Team environment at Doral appeals to LIV golf stars such as DeChambeau

The 13 foursomes in this year’s LIV Golf League feature wacky team names like the Iron Heads, RangeGoats, Majesticks and Fireballs.

Then, there are the Crushers, whose logo is a cracked golf ball resembling a face — with menacing eyes and a matching smile — atop two golden tees positioned as crossbones.

The description below the logo on reads, “As the name suggests, they’re all about boldness and confidence. They’re here to win, and they’re here to show the best of the world how it should be done.”

Team captain Bryson DeChambeau and his “mates” Paul Casey, Charles Howell III, and Anirban Lahiri have done an admirable job of validating that reputation.

The quartet captured the 2023 LIV Golf team championship at Trump Doral National in October and started Friday’s first round of the 2024 LIV Golf Miami on the Blue Monster course — the Saudi-backed circuit’s first regular-season event here after hosting the team championship at Doral the past two years — atop the team standings after four tournaments this year.

The Crushers’ 100 points coming in after consecutive team titles at Jeddah (Saudi Arabia) and Hong Kong are 42 points more than the second-place Torque and assures they will remain first regardless of the results here.

In Friday’s shotgun start, DeChambeau was paired with Abraham Ancer and Brooks Koepka; Casey with Joaquin Niemann and Henrik Stenson; Howell III with Carlos Ortiz and Graeme McDowell; and Lahiri with Thomas Pieters and Richard Bland.

While DeChambeau, Casey, Howell III, and Lahiri have yet to win an individual title over the first four tournaments, they’ve combined for nine top-10 individual finishes — one of only two foursomes to have each player finish top-10 at least once.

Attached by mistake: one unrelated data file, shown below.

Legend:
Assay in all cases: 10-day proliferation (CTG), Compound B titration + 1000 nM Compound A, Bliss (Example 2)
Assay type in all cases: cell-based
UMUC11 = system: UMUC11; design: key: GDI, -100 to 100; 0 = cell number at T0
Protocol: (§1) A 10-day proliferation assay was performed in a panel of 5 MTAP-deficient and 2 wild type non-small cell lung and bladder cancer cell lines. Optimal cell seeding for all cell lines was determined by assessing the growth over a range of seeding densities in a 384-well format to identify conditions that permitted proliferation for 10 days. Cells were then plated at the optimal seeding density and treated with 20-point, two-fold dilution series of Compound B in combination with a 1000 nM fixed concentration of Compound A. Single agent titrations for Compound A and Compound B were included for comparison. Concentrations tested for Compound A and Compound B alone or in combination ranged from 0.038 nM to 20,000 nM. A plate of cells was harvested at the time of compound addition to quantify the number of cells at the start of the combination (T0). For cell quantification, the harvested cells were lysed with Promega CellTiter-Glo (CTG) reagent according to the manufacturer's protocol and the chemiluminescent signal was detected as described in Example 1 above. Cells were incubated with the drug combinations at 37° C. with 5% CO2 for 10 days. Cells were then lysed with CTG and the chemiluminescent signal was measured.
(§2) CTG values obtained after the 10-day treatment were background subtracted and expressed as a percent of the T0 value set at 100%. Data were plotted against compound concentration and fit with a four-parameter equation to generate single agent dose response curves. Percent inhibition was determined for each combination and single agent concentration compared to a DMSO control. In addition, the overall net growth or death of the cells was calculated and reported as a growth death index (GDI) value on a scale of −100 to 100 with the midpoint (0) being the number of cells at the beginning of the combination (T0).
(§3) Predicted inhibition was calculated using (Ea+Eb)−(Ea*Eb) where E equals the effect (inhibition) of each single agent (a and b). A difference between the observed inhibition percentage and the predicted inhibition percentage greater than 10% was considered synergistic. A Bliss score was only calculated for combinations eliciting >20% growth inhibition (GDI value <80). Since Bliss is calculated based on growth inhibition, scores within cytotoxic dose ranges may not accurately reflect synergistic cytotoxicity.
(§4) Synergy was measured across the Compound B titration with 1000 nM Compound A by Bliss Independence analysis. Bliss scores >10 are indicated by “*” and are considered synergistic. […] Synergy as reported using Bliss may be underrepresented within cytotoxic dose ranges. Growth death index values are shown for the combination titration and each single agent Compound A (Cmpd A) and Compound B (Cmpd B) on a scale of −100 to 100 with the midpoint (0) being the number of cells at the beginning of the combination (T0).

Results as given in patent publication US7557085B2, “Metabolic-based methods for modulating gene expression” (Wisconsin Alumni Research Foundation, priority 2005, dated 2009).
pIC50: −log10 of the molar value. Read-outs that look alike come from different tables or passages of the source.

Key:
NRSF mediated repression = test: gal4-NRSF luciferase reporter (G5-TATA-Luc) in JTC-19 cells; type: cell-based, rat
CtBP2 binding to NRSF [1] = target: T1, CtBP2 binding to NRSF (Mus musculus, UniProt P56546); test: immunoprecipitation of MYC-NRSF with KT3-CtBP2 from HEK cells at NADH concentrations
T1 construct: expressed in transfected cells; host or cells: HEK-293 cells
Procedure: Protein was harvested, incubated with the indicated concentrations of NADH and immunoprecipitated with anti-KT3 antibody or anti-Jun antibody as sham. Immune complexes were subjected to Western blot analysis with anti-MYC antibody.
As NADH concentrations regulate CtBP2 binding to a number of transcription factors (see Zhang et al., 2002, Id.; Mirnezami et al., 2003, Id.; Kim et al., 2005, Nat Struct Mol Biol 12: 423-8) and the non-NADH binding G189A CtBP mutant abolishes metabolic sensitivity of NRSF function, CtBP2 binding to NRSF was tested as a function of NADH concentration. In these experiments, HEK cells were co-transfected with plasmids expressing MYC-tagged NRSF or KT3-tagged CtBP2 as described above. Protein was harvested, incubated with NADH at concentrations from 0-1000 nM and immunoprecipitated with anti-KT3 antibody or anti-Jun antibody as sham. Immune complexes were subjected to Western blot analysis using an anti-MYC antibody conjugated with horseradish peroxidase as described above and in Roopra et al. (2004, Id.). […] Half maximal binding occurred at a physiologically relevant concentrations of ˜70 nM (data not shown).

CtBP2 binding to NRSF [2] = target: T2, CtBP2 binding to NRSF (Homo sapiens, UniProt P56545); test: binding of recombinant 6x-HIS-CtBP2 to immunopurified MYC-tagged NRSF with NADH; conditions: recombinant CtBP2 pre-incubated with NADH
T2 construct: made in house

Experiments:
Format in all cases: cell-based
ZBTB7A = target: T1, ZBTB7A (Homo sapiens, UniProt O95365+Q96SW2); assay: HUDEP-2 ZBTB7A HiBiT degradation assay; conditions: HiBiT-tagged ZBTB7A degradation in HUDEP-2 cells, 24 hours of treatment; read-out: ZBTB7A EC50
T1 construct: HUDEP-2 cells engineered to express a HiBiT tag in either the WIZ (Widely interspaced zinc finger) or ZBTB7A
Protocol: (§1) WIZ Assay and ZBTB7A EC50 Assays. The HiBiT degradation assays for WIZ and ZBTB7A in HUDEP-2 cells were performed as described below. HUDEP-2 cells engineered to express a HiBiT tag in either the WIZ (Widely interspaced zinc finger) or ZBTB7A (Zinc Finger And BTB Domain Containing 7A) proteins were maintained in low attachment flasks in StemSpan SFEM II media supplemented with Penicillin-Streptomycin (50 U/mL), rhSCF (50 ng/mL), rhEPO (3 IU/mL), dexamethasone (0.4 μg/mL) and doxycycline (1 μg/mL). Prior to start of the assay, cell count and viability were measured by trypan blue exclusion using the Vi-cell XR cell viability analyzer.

“Our team has obviously done pretty well this year and last year,” said DeChambeau, who placed fourth at Jeddah, tied for sixth at Hong Kong, and tied for ninth at Las Vegas, and not surprisingly, leads all players with an average driving distance of 320.6 yards. “From the team aspect, it’s awesome how we can come together, and when teammates are struggling, pick them up.

“That was a big thing last year,” he added. “I was struggling pretty badly and Paul, Charles, and [Anirban] were, like, ‘Dude, let’s figure this out. Let’s go.’ They even came to the driving range and helped me figure out my golf swing.”

LIV Golf’s team format — each tournament features 13 teams of four players and two wild cards (Anthony Kim and Hudson Swafford), with each team’s top three scores counting in Rounds 1 and 2 and all four scores counting in the final round — appeals to DeChambeau, who played at Southern Methodist University.

“It feels very much like college golf, and that’s what I like most about it, just being around a group of guys that you enjoy and can have a good time with on and off the golf course,” said DeChambeau, who as a junior at SMU became the fifth player to win the NCAA and U.S. amateur individual titles in the same year (2015).

“Man, there’s too many times that I’ve been out here already where I’m, like, ‘I can’t see this any other way.’ This is just the coolest thing I’ve ever experienced in professional golf.”

DeChambeau said LIV’s less busy schedule (three-day tournaments and 14 events per calendar year) compared to the PGA Tour has also afforded him more time to grow his YouTube presence.

Nicknamed “The Scientist” because of his major at SMU (physics) and analytical approach to golf, DeChambeau has shown a lighter side on his YouTube channel, which has more than 520,000 subscribers.

DeChambeau’s videos include topics such as a tour of his Dallas home, a day on the course with actor Chris Pratt, and teaming with Paige Spiranac to try to shoot a sub-50 round from the red tees.

“My whole reason in doing so is to grow the game from 100 million golfers to 150 in the next decade,” DeChambeau explained.

“It shows a bit of the creative side I have, too. I’m super analytical and love understanding numbers, but it’s also fun to create an entertaining product for kids to watch and hopefully get inspired to want to play golf. … In all honesty, it’s a great platform to help grow the game of golf.”

This weekend, DeChambeau’s focus is on conquering the Blue Monster and continuing the Crushers’ 2024 domination of LIV Golf. He birdied the first hole Friday despite an errant drive and birdied the eighth before a bogey to finish the front nine 1-under-par — tied with Lahiri and one stroke behind Casey.

“It’s a great test of golf,” DeChambeau said of Doral. “you have to be on your game pretty much every hole.”